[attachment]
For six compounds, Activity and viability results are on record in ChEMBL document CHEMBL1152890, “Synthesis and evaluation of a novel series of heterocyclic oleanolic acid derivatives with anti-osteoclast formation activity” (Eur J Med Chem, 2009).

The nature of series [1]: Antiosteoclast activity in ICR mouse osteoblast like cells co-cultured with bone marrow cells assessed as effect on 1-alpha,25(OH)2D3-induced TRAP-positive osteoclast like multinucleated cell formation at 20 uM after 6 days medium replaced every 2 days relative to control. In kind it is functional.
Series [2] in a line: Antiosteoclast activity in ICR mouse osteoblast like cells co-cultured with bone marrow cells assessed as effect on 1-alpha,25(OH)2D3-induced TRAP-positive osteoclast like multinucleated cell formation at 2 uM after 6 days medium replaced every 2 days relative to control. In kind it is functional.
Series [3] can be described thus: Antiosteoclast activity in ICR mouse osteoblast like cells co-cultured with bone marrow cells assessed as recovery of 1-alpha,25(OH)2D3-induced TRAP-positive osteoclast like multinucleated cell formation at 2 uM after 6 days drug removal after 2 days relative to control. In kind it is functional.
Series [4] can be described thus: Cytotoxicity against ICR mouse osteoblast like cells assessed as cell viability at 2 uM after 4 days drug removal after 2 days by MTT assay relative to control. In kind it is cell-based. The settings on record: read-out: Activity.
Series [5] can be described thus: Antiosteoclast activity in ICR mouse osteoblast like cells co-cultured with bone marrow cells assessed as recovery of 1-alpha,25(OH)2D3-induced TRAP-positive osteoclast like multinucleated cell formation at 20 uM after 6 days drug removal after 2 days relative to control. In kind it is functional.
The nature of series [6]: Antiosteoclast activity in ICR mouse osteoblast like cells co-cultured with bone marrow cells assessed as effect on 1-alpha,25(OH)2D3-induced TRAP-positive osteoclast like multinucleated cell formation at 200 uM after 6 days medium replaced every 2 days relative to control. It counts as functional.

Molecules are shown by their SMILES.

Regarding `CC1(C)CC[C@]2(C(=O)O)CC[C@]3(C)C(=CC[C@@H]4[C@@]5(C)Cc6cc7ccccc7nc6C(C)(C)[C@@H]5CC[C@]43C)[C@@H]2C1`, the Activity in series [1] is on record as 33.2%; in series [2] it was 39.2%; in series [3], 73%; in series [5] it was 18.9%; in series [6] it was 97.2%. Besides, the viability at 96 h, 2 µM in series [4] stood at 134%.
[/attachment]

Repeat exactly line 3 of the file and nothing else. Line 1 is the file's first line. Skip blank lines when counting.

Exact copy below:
Series [2] in a line: Antiosteoclast activity in ICR mouse osteoblast like cells co-cultured with bone marrow cells assessed as effect on 1-alpha,25(OH)2D3-induced TRAP-positive osteoclast like multinucleated cell formation at 2 uM after 6 days medium replaced every 2 days relative to control. In kind it is functional.